Dangerous Disinformation: Using health discussion networks to mitigate damaging effects on PrEP uptake from frivolous advertising of Tenofovir disoproxil fumarate (TDF) lawsuits on social media

Drew A. Westmoreland, Ian W. Holloway, Demetre Daskalakis, Christian Grov

Contact: drew.westmoreland@sph.cuny.edu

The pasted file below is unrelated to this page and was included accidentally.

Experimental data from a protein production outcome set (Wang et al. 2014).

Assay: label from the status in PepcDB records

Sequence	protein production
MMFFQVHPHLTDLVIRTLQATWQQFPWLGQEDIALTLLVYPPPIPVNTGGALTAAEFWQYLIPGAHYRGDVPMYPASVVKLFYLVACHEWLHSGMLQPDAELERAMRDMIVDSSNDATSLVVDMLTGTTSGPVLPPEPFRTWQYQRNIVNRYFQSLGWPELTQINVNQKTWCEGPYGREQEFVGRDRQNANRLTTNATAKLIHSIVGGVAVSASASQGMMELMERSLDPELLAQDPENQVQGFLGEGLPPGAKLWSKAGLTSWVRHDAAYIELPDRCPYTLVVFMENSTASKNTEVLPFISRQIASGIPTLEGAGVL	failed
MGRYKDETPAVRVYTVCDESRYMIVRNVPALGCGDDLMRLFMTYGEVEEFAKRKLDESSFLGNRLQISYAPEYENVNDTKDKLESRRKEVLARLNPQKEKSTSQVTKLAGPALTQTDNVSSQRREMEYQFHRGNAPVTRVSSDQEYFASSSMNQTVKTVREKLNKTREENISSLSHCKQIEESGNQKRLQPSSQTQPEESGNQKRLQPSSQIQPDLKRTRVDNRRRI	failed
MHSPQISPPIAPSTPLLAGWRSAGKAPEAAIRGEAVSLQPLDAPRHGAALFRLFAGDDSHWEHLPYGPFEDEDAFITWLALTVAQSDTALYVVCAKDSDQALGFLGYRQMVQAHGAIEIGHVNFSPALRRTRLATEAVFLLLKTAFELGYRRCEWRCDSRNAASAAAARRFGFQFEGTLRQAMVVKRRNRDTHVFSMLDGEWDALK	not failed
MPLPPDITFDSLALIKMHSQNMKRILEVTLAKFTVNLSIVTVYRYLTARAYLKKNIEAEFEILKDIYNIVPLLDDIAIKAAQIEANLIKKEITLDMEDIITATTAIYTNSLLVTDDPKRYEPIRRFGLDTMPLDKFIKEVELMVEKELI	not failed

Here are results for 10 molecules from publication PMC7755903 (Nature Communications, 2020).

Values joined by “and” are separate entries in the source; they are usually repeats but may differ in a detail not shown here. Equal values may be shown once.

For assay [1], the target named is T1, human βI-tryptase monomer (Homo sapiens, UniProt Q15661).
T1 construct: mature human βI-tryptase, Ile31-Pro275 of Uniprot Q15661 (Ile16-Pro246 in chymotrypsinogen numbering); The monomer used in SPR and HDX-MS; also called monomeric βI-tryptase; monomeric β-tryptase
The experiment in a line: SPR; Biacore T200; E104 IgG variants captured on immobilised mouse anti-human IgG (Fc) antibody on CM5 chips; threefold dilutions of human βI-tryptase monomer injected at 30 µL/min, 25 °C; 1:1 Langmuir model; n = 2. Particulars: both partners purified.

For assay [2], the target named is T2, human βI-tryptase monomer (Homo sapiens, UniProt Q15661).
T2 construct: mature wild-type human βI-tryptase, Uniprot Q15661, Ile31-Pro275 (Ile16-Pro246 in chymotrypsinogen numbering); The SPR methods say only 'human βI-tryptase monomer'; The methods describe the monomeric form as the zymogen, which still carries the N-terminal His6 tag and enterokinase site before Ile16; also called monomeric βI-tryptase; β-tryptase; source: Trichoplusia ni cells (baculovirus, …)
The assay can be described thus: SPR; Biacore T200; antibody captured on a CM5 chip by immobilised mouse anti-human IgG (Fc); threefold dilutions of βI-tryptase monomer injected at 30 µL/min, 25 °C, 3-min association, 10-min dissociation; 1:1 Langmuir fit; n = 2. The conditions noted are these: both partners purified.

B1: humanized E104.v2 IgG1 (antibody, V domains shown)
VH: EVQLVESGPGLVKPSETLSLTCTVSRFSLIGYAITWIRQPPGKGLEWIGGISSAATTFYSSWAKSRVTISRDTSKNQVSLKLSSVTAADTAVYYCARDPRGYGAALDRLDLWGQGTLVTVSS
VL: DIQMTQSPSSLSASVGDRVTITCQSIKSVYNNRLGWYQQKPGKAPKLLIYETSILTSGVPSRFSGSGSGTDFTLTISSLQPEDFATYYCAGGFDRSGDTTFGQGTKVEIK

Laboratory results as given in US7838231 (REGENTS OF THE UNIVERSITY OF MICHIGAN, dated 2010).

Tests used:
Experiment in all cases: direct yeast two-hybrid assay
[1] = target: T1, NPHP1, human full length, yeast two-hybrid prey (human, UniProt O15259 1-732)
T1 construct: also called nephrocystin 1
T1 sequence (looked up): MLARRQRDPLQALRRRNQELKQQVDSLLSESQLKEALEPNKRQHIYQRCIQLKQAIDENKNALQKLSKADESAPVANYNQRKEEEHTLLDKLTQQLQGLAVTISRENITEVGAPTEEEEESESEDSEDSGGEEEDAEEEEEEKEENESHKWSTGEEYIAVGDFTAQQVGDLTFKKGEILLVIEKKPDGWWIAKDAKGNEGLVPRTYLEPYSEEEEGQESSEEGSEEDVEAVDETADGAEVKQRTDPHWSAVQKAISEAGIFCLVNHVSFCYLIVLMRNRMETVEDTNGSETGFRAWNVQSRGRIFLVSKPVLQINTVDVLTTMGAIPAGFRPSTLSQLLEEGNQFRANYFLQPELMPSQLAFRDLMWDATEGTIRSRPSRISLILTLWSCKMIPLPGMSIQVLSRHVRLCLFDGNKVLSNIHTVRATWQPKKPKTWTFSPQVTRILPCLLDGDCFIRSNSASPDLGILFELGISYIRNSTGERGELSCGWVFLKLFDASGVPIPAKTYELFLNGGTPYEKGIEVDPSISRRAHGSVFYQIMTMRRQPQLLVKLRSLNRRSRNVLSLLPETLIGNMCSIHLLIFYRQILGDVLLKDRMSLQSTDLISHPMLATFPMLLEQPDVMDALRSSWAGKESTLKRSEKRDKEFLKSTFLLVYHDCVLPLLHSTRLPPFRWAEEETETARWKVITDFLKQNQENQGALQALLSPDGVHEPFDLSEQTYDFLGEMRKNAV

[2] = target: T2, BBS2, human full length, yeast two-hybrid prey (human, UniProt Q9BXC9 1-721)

Background: Tenofovir disoproxil fumarate/Emtricitabine (TDF/FTC, Truvada) as pre-exposure prophylaxis (PrEP), an effective method to prevent HIV, was FDA approved in 2012, but PrEP uptake among key populations has been slow in the U.S. In October 2019, Tenofovir Alafenamide/Emtricitabine (TAF/FTC, Descovy) was approved by the FDA and marketed as “safer” and “more effective” than TDF/TFC. Subsequently, ads have emerged on social media to recruit plaintiffs for lawsuits regarding non-demonstrated harms caused by TDF/FTC. The purpose of this study is to identify the role that discussion networks may have in mitigating effects of these negative ads on PrEP uptake and continuation. Methods: In the Together 5,000 (T5K) cohort, we are monitoring the reach and impact of these negative ads on participants’ attitudes toward PrEP. T5K is a U.S. nationwide study of HIV-vulnerable men and transgender persons who have sex with men to identify missed opportunities for HIV prevention. Enrollment occurred from October 2017 to June 2018. In October 2019, we began 24-month assessments which collect data on participants’ discussion networks (e.g., PrEP discussions) and the reach and impact of TDF lawsuit ads. This abstract presents results from responses received as of January 2020 (n = 1,175), but full cohort data (n = 5,000) will be available in May 2020. Results: Over half (60%) reported that they had seen TDF-related lawsuit ads on social media. Twenty-six (26.3%) percent reported they would probably or definitely not start PrEP and 23.6% reported they would probably or definitely not stay on PrEP after seeing these ads. Over one-third (38.1%) reported that they (strongly) agreed that these ads made them think TDF/FTC as PrEP was not safe. Twenty-three percent (23.2%) knew no one on PrEP, down slightly from 27.4% at baseline. Unadjusted multilevel logistic analyses indicate that knowing more people on PrEP reduced negative impacts of lawsuit ads on starting and continuing on PrEP. Many participants reported that they would discuss PrEP with a main partner (45.2%) and a LGBTQ-identified close friend (54.1%). Only thirty-six (35.9) percent reported that they would discuss PrEP with a medical provider, and, in unadjusted analyses, participants who would not talk to a medical provider had a higher odds of being negatively impacted by the ads. Preliminary analyses also indicate that being willing to discuss PrEP with family, friends, and sex partners reduced the negative influence of these ads on PrEP decision-making. For example, participants who would discuss PrEP with immediate family (OR = 2.1, 95% CI: 1.4-3.0), a main partner (OR = 1.7, 95% CI: 1.3-2.4) or an LGBTQ-identified close friend (OR = 2.0, 95% CI: 1.5-2.7) had a higher odds of probably or definitely starting PrEP despite the lawsuit ads. Conclusions: T5K participants’ PrEP attitudes were negatively impacted by TDF-related lawsuit ads on social media. As the patent expires and more affordable versions of TDF/FTC are developed, it will likely become the feasible alternative for large-scale interventions. Leveraging PrEP candidates’ and users’ own social support networks may be an effective way to disseminate messages to counter these negative lawsuit ads.



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